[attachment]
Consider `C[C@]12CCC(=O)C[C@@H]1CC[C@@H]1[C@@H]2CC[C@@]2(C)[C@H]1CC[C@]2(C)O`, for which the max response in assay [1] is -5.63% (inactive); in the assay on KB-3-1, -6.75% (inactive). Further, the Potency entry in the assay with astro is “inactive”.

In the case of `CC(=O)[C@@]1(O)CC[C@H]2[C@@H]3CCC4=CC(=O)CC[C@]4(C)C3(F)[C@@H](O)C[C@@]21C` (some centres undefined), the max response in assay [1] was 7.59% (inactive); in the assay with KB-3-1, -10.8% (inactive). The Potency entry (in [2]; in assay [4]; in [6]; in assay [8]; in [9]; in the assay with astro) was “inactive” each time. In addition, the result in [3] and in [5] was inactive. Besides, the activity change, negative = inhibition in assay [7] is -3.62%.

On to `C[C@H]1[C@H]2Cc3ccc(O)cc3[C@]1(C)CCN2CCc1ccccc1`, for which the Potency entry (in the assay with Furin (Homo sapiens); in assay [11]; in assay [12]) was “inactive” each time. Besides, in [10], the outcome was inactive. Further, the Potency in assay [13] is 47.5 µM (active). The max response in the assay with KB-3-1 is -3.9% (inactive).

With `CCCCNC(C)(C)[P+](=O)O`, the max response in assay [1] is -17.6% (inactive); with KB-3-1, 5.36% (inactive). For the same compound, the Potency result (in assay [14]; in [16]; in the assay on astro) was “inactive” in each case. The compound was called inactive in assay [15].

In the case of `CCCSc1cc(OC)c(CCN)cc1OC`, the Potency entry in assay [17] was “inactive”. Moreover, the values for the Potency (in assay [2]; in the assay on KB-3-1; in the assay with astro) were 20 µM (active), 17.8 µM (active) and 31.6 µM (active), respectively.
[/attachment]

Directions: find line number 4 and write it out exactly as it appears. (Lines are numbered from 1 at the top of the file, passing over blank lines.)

With `CCCCNC(C)(C)[P+](=O)O`, the max response in assay [1] is -17.6% (inactive); with KB-3-1, 5.36% (inactive). For the same compound, the Potency result (in assay [14]; in [16]; in the assay on astro) was “inactive” in each case. The compound was called inactive in assay [15].